Trademarks, industrial designs and other objects of intellectual property protection can be powerful tools for creating value for your business. However, they will not live up to those expectations if they sit passively on some register. They must be used creatively, pro-actively and with imagination.

They must be transformed from mere legal concepts and enforceable rights into commercially valuable assets, that can be achieved primarily by putting them to work as tools for creating and developing a brand value for your business


A brand refers to a combination of tangible and intangible elements, e.g. a trademark, design, logo and trade dress, and the concept, image and reputation which those elements transmit with respect to specified products and/or services. Some experts consider the goods or services themselves as a component of the brand.

Although a brand is composed of the sum of its individual parts, the brand ultimately exists independently of and its value is greater than the mere sum of those parts. The brand value-addition is precisely the concrete and direct result of the synergy that is created among its component parts.

The brand thus takes up a life of its own and leads us beyond the limited functions of such objects of intellectual property protection as a trademark or a design and the generic product or service differentiated and rendered more appealing by those objects of protection.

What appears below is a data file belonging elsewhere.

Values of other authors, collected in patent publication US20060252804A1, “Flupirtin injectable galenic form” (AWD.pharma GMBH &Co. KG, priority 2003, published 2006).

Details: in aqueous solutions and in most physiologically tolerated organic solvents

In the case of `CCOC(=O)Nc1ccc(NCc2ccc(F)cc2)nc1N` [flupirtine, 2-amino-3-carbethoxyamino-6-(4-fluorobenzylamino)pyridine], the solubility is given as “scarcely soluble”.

It is the brand image as a whole, and not merely a trademark or design as a stand-alone element, that differentiates one’s goods and/or services from those of competitors, denotes a certain quality, and over the long term attracts and nourishes consumer loyalty.

CSF Of Brand Success

A brand must be clear, specific and credible in terms of its message, its differentiation power, and the quality it symbolises.

It should also be attractive and appropriate in relation to the goods and services which the brand embodies.

The brand must have a “point of difference” as far as the target group of consumers is concerned.

This point of difference or  Differentiating Power must be:

1. recognisable (in terms of the good and/or services marketed);

2. desirable (in terms of the quality and value of the goods and/or services offered);
3. credible (in terms of reliability); and

4. properly communicated (in terms of how the message is formulated and to whom it is targeted).

The brand makes your product more marketable and therefore generate revenue. Brands make your company more valuable in terms of its networth and saleability. Consider the brand value of Coca Cola, Nike and even our own Econet.

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